Using a credit card wisely is an important step in building a good credit rating. If you’re trying to rebuild your credit or if you’re young and just starting out, pay close attention the next time you receive a new card offer in the mail.
When you’re trying to build a positive credit history for yourself, using the right credit card makes sense. Making small purchases and then making your payments on time each month is a simple, reliable way to build an outstanding credit report.
What to Look For On a Credit Card Application
If you receive a credit card application that appears to offer a low monthly interest rate, don’t make a decision until you turn it over and closely examine the Disclosure Box.
In it, you’ll find a more important measure of credit terms – the Annual Percentage Rate, or APR. By federal law, the Disclosure Box will also tell you whether or not the card has what is called a grace period – a number of days, usually 25 until your purchase starts to accrue finance charges.
If a card has a reasonable grace period and you pay off your balance at the end of each billing cycle, you won’t have to pay finance charges.
It isn’t difficult to find credit cards that offer these grace periods, so if the Disclosure Box doesn’t declare one then throw the application in the trash and look for a better offer.
If you don’t have any credit history at all, a credit card company won’t want to give you a very high credit limit, but that’s probably best when you’re just starting out. You don’t want to be tempted to go into serious debt with your very first credit card.
Calculate Your Monthly Finance Charges
Ideally, you want to pay off your balance each month to avoid paying any finance charges, but when that isn’t possible it’s important to know the actual cost of the items you purchase.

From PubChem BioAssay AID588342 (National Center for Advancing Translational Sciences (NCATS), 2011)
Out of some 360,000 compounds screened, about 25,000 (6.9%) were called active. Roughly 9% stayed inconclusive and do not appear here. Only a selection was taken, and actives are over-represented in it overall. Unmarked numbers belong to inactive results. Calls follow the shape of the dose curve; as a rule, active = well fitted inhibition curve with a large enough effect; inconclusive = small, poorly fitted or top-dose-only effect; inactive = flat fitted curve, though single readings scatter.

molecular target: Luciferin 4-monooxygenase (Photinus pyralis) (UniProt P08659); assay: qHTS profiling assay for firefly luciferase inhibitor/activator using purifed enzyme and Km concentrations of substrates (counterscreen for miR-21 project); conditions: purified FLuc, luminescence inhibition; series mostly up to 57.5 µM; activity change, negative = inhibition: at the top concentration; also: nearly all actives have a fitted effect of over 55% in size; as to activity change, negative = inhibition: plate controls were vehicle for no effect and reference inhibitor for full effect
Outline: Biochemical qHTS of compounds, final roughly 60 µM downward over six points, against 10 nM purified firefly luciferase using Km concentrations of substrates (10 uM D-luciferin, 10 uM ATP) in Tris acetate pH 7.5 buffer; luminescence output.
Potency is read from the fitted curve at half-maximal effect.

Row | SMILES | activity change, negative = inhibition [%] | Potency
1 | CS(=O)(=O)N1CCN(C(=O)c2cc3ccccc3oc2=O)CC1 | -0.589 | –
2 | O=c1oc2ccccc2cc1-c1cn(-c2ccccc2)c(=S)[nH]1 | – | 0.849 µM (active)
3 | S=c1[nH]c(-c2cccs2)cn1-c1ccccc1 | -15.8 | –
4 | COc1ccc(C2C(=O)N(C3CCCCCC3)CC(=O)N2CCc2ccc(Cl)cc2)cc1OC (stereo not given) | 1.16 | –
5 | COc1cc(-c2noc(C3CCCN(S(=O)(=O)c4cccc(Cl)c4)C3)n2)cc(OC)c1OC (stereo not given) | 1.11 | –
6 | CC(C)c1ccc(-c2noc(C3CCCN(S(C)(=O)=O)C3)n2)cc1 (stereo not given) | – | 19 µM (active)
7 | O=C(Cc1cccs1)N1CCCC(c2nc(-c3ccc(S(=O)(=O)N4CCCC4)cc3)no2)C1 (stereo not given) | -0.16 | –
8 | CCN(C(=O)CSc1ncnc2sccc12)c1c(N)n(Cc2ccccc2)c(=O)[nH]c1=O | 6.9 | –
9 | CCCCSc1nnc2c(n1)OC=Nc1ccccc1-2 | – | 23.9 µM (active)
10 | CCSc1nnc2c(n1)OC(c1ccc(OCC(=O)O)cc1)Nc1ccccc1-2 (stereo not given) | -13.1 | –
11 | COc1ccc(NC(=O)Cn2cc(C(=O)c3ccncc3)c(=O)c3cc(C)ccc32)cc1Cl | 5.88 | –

The annual percentage rate, divided by 12 months, gives you the periodic rate that will be applied to your outstanding balance each month.
You can estimate what your monthly finance charge will be by multiplying the periodic rate times the outstanding balance. It may sound complicated at first, but taking the time to learn this simple equation can make a big difference in how you use your credit card.
When you’re able to see how much you actually spend on an item that you don’t pay off at the end of the month, it might help you to resist the temptation to over-use your card.
An item that you want to buy might be on sale at the time you purchase it, but if you don’t pay off your balance at the end of the month then those finance charges can dramatically increase the actual amount you’ll end up paying.
Use Your Credit Card as a Tool
Credit cards are only one of the tools available to help you build a positive credit history. Making on-time payments for other forms of credit, such as rent and utilities, are also important.
Depending on your situation, within 1-2 years your credit rating will be improved enough that you no longer need to use your card for new purchases to maintain your good credit. Use these tools wisely, and they’ll help build your financial future!